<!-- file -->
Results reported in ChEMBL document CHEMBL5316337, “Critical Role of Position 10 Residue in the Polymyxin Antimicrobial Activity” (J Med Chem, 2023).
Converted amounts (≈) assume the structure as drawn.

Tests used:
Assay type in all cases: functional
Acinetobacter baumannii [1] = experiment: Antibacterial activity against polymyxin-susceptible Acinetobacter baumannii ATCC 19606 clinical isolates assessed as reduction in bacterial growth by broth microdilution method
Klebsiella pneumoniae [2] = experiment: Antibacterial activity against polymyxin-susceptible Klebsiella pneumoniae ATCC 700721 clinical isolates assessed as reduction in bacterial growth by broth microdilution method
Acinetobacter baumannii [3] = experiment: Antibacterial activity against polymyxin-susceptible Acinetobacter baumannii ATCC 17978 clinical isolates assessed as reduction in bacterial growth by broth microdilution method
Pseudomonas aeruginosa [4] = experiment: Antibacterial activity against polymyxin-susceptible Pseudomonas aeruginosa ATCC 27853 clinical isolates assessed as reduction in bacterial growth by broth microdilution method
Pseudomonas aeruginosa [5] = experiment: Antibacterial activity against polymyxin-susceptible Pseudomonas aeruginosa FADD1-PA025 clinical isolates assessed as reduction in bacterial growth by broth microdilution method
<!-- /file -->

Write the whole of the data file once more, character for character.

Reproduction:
Results reported in ChEMBL document CHEMBL5316337, “Critical Role of Position 10 Residue in the Polymyxin Antimicrobial Activity” (J Med Chem, 2023).
Converted amounts (≈) assume the structure as drawn.

Tests used:
Assay type in all cases: functional
Acinetobacter baumannii [1] = experiment: Antibacterial activity against polymyxin-susceptible Acinetobacter baumannii ATCC 19606 clinical isolates assessed as reduction in bacterial growth by broth microdilution method
Klebsiella pneumoniae [2] = experiment: Antibacterial activity against polymyxin-susceptible Klebsiella pneumoniae ATCC 700721 clinical isolates assessed as reduction in bacterial growth by broth microdilution method
Acinetobacter baumannii [3] = experiment: Antibacterial activity against polymyxin-susceptible Acinetobacter baumannii ATCC 17978 clinical isolates assessed as reduction in bacterial growth by broth microdilution method
Pseudomonas aeruginosa [4] = experiment: Antibacterial activity against polymyxin-susceptible Pseudomonas aeruginosa ATCC 27853 clinical isolates assessed as reduction in bacterial growth by broth microdilution method
Pseudomonas aeruginosa [5] = experiment: Antibacterial activity against polymyxin-susceptible Pseudomonas aeruginosa FADD1-PA025 clinical isolates assessed as reduction in bacterial growth by broth microdilution method